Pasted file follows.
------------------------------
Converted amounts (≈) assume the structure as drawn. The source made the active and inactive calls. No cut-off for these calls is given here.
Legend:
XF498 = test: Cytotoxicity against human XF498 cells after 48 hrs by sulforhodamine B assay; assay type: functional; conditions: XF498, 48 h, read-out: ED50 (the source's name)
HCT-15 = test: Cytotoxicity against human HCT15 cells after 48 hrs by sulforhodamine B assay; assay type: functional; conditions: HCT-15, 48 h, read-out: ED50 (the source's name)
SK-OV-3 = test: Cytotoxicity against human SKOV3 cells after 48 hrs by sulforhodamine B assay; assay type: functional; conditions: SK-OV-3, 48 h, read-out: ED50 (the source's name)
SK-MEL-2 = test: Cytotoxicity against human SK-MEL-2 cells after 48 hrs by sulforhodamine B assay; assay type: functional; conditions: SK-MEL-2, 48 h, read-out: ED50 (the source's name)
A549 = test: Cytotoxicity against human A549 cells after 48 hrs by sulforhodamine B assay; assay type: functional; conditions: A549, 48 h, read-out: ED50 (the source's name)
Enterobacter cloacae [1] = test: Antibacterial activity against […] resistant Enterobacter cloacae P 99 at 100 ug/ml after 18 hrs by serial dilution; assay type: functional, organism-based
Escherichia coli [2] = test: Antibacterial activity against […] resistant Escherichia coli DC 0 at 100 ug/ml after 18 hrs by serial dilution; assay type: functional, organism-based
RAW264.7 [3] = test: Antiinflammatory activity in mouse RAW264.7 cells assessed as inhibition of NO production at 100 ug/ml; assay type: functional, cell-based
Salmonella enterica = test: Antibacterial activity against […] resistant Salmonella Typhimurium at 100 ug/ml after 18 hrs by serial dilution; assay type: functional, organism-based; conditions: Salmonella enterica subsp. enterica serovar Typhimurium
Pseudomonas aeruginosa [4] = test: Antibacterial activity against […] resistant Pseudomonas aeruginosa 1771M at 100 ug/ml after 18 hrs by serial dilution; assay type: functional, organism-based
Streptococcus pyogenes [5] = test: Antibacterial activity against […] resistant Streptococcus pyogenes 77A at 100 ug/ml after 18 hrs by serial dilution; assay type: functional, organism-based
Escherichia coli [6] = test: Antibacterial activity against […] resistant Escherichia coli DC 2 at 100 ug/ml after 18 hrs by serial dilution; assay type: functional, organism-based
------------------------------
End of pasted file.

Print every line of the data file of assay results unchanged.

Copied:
Converted amounts (≈) assume the structure as drawn. The source made the active and inactive calls. No cut-off for these calls is given here.
Legend:
XF498 = test: Cytotoxicity against human XF498 cells after 48 hrs by sulforhodamine B assay; assay type: functional; conditions: XF498, 48 h, read-out: ED50 (the source's name)
HCT-15 = test: Cytotoxicity against human HCT15 cells after 48 hrs by sulforhodamine B assay; assay type: functional; conditions: HCT-15, 48 h, read-out: ED50 (the source's name)
SK-OV-3 = test: Cytotoxicity against human SKOV3 cells after 48 hrs by sulforhodamine B assay; assay type: functional; conditions: SK-OV-3, 48 h, read-out: ED50 (the source's name)
SK-MEL-2 = test: Cytotoxicity against human SK-MEL-2 cells after 48 hrs by sulforhodamine B assay; assay type: functional; conditions: SK-MEL-2, 48 h, read-out: ED50 (the source's name)
A549 = test: Cytotoxicity against human A549 cells after 48 hrs by sulforhodamine B assay; assay type: functional; conditions: A549, 48 h, read-out: ED50 (the source's name)
Enterobacter cloacae [1] = test: Antibacterial activity against […] resistant Enterobacter cloacae P 99 at 100 ug/ml after 18 hrs by serial dilution; assay type: functional, organism-based
Escherichia coli [2] = test: Antibacterial activity against […] resistant Escherichia coli DC 0 at 100 ug/ml after 18 hrs by serial dilution; assay type: functional, organism-based
RAW264.7 [3] = test: Antiinflammatory activity in mouse RAW264.7 cells assessed as inhibition of NO production at 100 ug/ml; assay type: functional, cell-based
Salmonella enterica = test: Antibacterial activity against […] resistant Salmonella Typhimurium at 100 ug/ml after 18 hrs by serial dilution; assay type: functional, organism-based; conditions: Salmonella enterica subsp. enterica serovar Typhimurium
Pseudomonas aeruginosa [4] = test: Antibacterial activity against […] resistant Pseudomonas aeruginosa 1771M at 100 ug/ml after 18 hrs by serial dilution; assay type: functional, organism-based
Streptococcus pyogenes [5] = test: Antibacterial activity against […] resistant Streptococcus pyogenes 77A at 100 ug/ml after 18 hrs by serial dilution; assay type: functional, organism-based
Escherichia coli [6] = test: Antibacterial activity against […] resistant Escherichia coli DC 2 at 100 ug/ml after 18 hrs by serial dilution; assay type: functional, organism-based